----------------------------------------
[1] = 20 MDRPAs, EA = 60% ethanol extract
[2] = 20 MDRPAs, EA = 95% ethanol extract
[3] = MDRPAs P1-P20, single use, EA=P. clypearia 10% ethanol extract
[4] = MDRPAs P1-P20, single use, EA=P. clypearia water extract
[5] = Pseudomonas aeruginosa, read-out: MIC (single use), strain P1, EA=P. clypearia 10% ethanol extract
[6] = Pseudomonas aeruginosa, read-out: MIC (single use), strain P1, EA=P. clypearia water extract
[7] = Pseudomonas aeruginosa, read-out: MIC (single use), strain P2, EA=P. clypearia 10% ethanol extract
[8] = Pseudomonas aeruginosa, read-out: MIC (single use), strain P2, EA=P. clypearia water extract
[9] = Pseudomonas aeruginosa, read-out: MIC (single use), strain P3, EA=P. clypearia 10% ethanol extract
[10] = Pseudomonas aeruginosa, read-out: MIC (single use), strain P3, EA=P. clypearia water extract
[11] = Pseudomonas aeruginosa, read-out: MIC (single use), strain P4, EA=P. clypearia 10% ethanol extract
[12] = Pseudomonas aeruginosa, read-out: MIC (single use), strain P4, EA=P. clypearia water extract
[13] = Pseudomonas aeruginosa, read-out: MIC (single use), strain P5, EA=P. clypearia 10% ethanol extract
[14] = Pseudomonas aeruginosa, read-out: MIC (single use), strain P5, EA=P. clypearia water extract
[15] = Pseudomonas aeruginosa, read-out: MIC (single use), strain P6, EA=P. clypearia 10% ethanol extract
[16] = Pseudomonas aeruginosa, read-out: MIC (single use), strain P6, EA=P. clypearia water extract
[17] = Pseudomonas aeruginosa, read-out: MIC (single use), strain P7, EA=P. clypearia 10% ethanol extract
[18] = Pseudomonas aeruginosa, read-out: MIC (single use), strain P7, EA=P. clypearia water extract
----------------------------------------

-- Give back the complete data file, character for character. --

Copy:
[1] = 20 MDRPAs, EA = 60% ethanol extract
[2] = 20 MDRPAs, EA = 95% ethanol extract
[3] = MDRPAs P1-P20, single use, EA=P. clypearia 10% ethanol extract
[4] = MDRPAs P1-P20, single use, EA=P. clypearia water extract
[5] = Pseudomonas aeruginosa, read-out: MIC (single use), strain P1, EA=P. clypearia 10% ethanol extract
[6] = Pseudomonas aeruginosa, read-out: MIC (single use), strain P1, EA=P. clypearia water extract
[7] = Pseudomonas aeruginosa, read-out: MIC (single use), strain P2, EA=P. clypearia 10% ethanol extract
[8] = Pseudomonas aeruginosa, read-out: MIC (single use), strain P2, EA=P. clypearia water extract
[9] = Pseudomonas aeruginosa, read-out: MIC (single use), strain P3, EA=P. clypearia 10% ethanol extract
[10] = Pseudomonas aeruginosa, read-out: MIC (single use), strain P3, EA=P. clypearia water extract
[11] = Pseudomonas aeruginosa, read-out: MIC (single use), strain P4, EA=P. clypearia 10% ethanol extract
[12] = Pseudomonas aeruginosa, read-out: MIC (single use), strain P4, EA=P. clypearia water extract
[13] = Pseudomonas aeruginosa, read-out: MIC (single use), strain P5, EA=P. clypearia 10% ethanol extract
[14] = Pseudomonas aeruginosa, read-out: MIC (single use), strain P5, EA=P. clypearia water extract
[15] = Pseudomonas aeruginosa, read-out: MIC (single use), strain P6, EA=P. clypearia 10% ethanol extract
[16] = Pseudomonas aeruginosa, read-out: MIC (single use), strain P6, EA=P. clypearia water extract
[17] = Pseudomonas aeruginosa, read-out: MIC (single use), strain P7, EA=P. clypearia 10% ethanol extract
[18] = Pseudomonas aeruginosa, read-out: MIC (single use), strain P7, EA=P. clypearia water extract